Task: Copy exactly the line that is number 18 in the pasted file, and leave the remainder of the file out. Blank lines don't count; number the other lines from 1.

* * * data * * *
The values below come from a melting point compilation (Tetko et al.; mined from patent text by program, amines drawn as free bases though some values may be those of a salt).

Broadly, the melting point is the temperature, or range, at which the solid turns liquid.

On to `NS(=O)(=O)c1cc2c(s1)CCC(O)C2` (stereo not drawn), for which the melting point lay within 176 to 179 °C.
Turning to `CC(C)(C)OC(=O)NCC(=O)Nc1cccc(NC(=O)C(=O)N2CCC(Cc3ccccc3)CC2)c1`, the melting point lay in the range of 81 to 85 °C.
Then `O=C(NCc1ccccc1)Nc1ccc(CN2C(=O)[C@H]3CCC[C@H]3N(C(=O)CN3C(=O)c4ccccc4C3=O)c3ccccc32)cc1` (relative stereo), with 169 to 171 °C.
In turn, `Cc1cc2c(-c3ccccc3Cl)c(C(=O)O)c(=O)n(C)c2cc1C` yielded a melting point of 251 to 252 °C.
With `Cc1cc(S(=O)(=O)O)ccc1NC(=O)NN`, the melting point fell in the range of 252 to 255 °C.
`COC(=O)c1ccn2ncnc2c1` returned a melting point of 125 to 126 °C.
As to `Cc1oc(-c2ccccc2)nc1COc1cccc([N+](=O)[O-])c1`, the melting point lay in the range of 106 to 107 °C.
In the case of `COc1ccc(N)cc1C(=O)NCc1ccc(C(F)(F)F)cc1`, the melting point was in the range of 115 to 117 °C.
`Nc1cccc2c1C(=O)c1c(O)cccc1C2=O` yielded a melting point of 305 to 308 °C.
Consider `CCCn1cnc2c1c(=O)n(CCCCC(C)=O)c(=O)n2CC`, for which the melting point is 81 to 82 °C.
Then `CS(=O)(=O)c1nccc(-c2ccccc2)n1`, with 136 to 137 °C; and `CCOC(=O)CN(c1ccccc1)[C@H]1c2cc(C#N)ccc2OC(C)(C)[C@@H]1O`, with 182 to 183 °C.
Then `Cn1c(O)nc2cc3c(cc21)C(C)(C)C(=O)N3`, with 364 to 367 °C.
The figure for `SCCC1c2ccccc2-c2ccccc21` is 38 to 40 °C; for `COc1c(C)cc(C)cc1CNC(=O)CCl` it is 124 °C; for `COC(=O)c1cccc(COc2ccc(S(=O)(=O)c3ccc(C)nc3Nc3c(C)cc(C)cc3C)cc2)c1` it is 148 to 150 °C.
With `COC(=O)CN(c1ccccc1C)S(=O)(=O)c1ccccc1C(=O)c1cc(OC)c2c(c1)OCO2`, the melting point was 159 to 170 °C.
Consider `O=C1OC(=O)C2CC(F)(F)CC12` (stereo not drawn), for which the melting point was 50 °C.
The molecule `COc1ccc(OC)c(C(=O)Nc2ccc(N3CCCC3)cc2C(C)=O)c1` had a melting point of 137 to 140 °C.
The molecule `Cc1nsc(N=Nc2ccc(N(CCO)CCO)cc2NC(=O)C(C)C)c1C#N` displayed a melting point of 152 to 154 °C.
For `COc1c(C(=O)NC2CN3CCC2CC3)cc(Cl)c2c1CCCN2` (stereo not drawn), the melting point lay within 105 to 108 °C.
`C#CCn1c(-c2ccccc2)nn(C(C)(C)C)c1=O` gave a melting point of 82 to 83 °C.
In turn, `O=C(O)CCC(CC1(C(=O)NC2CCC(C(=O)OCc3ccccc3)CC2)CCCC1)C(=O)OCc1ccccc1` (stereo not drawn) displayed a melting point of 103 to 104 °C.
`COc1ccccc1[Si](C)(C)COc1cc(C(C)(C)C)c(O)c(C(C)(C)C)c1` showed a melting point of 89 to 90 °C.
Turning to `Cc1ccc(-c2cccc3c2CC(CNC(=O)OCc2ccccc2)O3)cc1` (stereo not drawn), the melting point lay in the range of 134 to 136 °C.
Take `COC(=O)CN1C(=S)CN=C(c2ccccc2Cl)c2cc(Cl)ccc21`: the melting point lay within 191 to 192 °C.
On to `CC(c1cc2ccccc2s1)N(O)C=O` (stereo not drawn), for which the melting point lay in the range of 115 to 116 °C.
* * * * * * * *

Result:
The molecule `COc1ccc(OC)c(C(=O)Nc2ccc(N3CCCC3)cc2C(C)=O)c1` had a melting point of 137 to 140 °C.